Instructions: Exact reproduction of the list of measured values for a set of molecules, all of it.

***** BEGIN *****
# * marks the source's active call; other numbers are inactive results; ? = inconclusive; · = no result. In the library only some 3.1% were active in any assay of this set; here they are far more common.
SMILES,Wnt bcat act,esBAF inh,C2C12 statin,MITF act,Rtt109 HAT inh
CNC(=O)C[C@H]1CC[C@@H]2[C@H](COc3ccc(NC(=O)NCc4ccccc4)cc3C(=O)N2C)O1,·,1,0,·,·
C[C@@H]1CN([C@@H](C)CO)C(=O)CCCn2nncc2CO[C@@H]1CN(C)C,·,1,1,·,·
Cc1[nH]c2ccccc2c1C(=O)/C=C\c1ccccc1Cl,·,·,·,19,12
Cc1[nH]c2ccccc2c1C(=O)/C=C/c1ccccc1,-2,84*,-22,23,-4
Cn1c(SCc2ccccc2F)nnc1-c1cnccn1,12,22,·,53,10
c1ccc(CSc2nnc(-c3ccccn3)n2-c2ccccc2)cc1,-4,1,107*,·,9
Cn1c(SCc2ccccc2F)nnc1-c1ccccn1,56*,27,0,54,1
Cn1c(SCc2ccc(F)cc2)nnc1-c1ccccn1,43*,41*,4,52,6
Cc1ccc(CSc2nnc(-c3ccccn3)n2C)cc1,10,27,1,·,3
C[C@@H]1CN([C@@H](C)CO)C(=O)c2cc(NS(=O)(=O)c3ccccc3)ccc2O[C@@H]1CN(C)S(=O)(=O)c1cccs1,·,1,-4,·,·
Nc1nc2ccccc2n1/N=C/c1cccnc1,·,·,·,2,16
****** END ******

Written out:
# * marks the source's active call; other numbers are inactive results; ? = inconclusive; · = no result. In the library only some 3.1% were active in any assay of this set; here they are far more common.
SMILES,Wnt bcat act,esBAF inh,C2C12 statin,MITF act,Rtt109 HAT inh
CNC(=O)C[C@H]1CC[C@@H]2[C@H](COc3ccc(NC(=O)NCc4ccccc4)cc3C(=O)N2C)O1,·,1,0,·,·
C[C@@H]1CN([C@@H](C)CO)C(=O)CCCn2nncc2CO[C@@H]1CN(C)C,·,1,1,·,·
Cc1[nH]c2ccccc2c1C(=O)/C=C\c1ccccc1Cl,·,·,·,19,12
Cc1[nH]c2ccccc2c1C(=O)/C=C/c1ccccc1,-2,84*,-22,23,-4
Cn1c(SCc2ccccc2F)nnc1-c1cnccn1,12,22,·,53,10
c1ccc(CSc2nnc(-c3ccccn3)n2-c2ccccc2)cc1,-4,1,107*,·,9
Cn1c(SCc2ccccc2F)nnc1-c1ccccn1,56*,27,0,54,1
Cn1c(SCc2ccc(F)cc2)nnc1-c1ccccn1,43*,41*,4,52,6
Cc1ccc(CSc2nnc(-c3ccccn3)n2C)cc1,10,27,1,·,3
C[C@@H]1CN([C@@H](C)CO)C(=O)c2cc(NS(=O)(=O)c3ccccc3)ccc2O[C@@H]1CN(C)S(=O)(=O)c1cccs1,·,1,-4,·,·
Nc1nc2ccccc2n1/N=C/c1cccnc1,·,·,·,2,16